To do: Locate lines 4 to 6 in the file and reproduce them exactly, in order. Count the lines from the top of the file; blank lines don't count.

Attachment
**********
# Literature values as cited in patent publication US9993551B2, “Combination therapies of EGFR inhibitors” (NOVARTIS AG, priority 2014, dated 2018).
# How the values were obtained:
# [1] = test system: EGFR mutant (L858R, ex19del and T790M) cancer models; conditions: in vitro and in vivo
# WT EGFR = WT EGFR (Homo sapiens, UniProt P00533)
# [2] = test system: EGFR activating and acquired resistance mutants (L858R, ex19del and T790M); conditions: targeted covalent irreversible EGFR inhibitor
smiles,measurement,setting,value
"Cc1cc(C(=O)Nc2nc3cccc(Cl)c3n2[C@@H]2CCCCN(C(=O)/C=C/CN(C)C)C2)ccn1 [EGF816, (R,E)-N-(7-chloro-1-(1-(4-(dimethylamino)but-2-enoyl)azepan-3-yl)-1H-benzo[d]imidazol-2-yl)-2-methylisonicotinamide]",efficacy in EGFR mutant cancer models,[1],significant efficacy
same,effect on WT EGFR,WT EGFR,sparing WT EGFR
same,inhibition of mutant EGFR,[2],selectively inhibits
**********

# WT EGFR = WT EGFR (Homo sapiens, UniProt P00533)
# [2] = test system: EGFR activating and acquired resistance mutants (L858R, ex19del and T790M); conditions: targeted covalent irreversible EGFR inhibitor
smiles,measurement,setting,value